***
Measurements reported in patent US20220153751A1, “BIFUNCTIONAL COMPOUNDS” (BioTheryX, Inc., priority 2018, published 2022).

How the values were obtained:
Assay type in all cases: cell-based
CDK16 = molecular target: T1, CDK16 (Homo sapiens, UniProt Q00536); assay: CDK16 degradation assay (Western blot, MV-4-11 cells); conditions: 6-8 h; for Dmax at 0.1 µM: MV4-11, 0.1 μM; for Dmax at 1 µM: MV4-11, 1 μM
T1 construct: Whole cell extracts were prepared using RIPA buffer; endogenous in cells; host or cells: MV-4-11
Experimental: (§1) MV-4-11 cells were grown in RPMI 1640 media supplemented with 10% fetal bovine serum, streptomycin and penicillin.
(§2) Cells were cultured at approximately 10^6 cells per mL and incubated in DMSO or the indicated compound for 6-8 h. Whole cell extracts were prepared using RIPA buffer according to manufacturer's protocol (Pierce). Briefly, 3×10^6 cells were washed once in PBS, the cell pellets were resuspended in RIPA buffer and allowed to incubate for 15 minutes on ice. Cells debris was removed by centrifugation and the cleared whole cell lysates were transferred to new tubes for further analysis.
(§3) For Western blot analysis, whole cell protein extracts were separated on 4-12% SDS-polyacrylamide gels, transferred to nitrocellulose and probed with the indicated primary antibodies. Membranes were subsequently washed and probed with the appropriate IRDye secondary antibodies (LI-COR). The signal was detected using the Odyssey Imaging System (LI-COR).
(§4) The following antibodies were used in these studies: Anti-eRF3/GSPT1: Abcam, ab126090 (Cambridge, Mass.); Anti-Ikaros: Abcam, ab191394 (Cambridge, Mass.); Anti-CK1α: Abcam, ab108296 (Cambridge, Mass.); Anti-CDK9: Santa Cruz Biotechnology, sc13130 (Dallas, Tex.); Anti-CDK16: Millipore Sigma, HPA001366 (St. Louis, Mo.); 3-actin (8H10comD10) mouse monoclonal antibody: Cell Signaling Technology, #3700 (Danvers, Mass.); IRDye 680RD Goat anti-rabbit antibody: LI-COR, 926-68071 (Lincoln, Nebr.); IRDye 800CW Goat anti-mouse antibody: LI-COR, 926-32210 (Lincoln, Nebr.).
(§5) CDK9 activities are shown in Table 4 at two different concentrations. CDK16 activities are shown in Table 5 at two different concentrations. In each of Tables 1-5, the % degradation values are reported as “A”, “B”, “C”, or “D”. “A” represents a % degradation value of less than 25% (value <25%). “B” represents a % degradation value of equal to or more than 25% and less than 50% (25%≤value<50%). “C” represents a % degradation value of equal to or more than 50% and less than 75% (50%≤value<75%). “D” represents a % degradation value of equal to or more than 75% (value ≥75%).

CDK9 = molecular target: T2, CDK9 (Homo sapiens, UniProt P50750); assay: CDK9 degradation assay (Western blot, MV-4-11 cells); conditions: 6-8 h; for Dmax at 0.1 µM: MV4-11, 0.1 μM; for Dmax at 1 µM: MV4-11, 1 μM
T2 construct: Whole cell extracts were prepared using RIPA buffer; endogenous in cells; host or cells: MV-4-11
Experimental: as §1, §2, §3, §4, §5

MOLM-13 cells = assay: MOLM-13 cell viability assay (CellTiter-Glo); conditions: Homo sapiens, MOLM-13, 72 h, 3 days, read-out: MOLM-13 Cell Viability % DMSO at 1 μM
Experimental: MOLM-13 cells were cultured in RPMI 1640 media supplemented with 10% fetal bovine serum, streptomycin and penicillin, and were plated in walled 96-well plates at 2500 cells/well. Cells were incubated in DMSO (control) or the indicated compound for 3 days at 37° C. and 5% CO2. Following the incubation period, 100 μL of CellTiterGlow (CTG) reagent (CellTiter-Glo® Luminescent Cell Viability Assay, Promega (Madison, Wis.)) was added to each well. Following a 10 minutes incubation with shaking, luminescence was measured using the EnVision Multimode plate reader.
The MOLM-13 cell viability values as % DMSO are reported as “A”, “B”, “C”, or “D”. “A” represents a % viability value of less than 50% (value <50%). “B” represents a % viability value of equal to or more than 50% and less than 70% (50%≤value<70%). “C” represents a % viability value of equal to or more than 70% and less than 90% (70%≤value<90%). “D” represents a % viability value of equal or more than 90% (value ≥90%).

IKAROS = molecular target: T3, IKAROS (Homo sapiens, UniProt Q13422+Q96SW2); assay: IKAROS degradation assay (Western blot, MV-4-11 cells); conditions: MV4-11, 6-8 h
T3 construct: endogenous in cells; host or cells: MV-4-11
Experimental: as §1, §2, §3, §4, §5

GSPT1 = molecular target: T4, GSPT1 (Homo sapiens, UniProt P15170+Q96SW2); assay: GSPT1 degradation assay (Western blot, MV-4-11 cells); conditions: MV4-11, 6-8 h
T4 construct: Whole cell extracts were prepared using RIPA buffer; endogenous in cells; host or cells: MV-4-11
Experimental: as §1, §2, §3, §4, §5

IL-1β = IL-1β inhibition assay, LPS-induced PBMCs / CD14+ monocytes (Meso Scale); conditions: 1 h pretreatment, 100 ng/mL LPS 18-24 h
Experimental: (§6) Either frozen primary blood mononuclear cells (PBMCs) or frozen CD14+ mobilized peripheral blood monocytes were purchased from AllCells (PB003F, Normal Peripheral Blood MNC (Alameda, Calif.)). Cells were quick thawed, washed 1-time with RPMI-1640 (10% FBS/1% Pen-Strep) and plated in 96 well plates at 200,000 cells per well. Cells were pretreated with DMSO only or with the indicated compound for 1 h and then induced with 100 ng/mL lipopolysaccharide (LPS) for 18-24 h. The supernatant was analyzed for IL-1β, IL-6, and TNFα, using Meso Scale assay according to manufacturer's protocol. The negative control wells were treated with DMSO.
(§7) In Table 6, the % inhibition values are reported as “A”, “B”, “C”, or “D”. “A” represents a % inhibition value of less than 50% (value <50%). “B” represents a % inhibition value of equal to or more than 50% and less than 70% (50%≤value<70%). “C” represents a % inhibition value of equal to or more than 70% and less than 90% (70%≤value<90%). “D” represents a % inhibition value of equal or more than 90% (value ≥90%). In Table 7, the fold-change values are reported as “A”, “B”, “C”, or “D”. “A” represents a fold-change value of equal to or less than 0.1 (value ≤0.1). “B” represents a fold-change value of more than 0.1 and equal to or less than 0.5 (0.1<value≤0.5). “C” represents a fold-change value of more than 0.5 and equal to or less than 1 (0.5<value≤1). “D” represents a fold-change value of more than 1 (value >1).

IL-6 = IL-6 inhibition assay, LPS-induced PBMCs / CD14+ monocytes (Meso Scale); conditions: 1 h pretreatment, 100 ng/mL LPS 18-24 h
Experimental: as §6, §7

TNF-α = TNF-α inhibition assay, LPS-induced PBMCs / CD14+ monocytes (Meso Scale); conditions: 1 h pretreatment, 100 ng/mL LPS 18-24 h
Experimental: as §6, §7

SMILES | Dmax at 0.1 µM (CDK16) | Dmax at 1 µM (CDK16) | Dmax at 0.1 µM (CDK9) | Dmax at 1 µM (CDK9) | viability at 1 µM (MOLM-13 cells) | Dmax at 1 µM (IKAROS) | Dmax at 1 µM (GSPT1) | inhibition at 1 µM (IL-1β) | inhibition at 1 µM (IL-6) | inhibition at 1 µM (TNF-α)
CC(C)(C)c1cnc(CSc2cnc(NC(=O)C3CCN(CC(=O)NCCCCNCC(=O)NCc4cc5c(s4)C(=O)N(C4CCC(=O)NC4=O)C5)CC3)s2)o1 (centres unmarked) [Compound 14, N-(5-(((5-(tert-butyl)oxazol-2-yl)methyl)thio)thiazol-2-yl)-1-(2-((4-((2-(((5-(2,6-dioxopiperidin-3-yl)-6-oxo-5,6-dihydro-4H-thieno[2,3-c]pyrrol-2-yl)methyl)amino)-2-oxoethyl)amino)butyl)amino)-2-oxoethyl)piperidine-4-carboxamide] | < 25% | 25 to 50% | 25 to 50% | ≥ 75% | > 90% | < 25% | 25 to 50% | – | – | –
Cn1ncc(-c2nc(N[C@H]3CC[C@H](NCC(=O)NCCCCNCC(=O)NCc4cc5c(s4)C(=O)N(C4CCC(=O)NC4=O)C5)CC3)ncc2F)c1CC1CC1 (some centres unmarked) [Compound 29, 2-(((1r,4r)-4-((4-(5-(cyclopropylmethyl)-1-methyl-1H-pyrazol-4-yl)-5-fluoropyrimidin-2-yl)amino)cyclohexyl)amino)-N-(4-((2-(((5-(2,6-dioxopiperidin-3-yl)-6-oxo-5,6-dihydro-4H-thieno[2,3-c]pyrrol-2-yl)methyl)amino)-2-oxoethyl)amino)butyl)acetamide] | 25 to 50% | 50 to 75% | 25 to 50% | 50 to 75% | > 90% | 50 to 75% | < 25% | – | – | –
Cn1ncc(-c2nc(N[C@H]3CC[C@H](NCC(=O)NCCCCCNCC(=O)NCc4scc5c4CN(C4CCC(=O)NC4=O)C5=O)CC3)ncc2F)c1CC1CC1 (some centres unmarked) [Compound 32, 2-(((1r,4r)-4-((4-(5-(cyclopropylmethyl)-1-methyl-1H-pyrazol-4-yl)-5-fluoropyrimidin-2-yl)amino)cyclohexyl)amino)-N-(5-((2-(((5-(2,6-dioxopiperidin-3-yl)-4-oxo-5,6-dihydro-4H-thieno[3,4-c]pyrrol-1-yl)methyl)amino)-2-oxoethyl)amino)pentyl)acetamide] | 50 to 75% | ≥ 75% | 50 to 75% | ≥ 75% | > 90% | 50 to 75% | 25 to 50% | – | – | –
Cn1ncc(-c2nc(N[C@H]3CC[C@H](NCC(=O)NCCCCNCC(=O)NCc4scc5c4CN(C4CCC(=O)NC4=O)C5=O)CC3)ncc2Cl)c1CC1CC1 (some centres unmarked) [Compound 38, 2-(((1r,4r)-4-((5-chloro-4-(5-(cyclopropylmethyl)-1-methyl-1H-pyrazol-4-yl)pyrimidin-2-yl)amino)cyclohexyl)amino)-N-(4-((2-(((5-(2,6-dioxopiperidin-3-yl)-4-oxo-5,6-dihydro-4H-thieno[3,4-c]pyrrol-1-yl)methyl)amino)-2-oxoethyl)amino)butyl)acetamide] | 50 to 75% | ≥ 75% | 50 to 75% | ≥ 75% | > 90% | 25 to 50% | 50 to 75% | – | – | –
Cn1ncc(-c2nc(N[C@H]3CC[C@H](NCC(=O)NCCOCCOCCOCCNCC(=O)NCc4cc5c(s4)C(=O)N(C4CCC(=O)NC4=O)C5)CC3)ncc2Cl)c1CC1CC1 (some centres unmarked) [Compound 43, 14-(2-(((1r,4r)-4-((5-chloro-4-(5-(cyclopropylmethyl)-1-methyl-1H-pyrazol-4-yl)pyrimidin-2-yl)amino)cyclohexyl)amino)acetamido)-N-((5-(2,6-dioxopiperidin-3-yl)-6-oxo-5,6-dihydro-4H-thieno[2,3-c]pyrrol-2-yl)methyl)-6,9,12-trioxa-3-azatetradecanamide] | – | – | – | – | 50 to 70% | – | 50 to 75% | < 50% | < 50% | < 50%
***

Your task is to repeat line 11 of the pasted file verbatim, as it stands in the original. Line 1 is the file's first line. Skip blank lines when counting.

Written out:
CDK9 = molecular target: T2, CDK9 (Homo sapiens, UniProt P50750); assay: CDK9 degradation assay (Western blot, MV-4-11 cells); conditions: 6-8 h; for Dmax at 0.1 µM: MV4-11, 0.1 μM; for Dmax at 1 µM: MV4-11, 1 μM